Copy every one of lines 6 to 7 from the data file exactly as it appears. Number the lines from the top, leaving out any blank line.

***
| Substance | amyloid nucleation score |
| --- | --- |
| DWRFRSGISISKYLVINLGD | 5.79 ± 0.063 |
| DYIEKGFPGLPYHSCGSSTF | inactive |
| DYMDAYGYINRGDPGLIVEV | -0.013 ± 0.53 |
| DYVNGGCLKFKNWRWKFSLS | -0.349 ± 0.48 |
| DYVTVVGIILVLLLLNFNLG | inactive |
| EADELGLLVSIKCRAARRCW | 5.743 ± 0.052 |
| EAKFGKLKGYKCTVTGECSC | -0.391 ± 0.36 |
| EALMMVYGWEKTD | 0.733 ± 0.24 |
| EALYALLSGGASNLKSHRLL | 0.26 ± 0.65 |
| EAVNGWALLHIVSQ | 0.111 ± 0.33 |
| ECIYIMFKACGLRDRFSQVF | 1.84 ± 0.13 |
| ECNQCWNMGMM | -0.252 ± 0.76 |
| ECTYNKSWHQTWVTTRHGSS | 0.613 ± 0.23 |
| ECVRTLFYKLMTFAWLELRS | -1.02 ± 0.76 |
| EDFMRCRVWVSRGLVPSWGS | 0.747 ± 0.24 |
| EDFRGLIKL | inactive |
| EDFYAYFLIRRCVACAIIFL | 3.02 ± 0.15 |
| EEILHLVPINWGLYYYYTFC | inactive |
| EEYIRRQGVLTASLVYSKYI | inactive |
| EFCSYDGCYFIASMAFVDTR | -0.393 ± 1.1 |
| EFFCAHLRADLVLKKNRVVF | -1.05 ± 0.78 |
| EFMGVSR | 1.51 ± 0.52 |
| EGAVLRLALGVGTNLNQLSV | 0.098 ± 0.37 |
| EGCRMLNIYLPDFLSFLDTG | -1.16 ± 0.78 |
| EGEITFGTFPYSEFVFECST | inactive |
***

| DYVNGGCLKFKNWRWKFSLS | -0.349 ± 0.48 |
| DYVTVVGIILVLLLLNFNLG | inactive |